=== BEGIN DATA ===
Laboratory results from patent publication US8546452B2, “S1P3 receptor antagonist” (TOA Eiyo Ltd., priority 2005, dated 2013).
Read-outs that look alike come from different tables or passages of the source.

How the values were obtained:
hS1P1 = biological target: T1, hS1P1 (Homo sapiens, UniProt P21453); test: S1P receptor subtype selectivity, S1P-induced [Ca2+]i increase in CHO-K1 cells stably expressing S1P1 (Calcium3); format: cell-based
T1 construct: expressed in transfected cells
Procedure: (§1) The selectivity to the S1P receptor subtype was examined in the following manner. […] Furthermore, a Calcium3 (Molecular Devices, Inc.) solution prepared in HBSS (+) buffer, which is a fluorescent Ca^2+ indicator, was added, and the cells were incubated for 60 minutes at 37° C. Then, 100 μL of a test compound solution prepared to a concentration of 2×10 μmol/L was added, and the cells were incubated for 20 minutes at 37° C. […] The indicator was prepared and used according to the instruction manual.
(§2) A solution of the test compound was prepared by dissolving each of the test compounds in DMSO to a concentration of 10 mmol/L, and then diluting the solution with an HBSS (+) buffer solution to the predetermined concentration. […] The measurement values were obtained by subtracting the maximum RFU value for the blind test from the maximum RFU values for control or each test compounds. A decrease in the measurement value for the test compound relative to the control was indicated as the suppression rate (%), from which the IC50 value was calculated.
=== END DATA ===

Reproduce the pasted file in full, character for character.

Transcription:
Laboratory results from patent publication US8546452B2, “S1P3 receptor antagonist” (TOA Eiyo Ltd., priority 2005, dated 2013).
Read-outs that look alike come from different tables or passages of the source.

How the values were obtained:
hS1P1 = biological target: T1, hS1P1 (Homo sapiens, UniProt P21453); test: S1P receptor subtype selectivity, S1P-induced [Ca2+]i increase in CHO-K1 cells stably expressing S1P1 (Calcium3); format: cell-based
T1 construct: expressed in transfected cells
Procedure: (§1) The selectivity to the S1P receptor subtype was examined in the following manner. […] Furthermore, a Calcium3 (Molecular Devices, Inc.) solution prepared in HBSS (+) buffer, which is a fluorescent Ca^2+ indicator, was added, and the cells were incubated for 60 minutes at 37° C. Then, 100 μL of a test compound solution prepared to a concentration of 2×10 μmol/L was added, and the cells were incubated for 20 minutes at 37° C. […] The indicator was prepared and used according to the instruction manual.
(§2) A solution of the test compound was prepared by dissolving each of the test compounds in DMSO to a concentration of 10 mmol/L, and then diluting the solution with an HBSS (+) buffer solution to the predetermined concentration. […] The measurement values were obtained by subtracting the maximum RFU value for the blind test from the maximum RFU values for control or each test compounds. A decrease in the measurement value for the test compound relative to the control was indicated as the suppression rate (%), from which the IC50 value was calculated.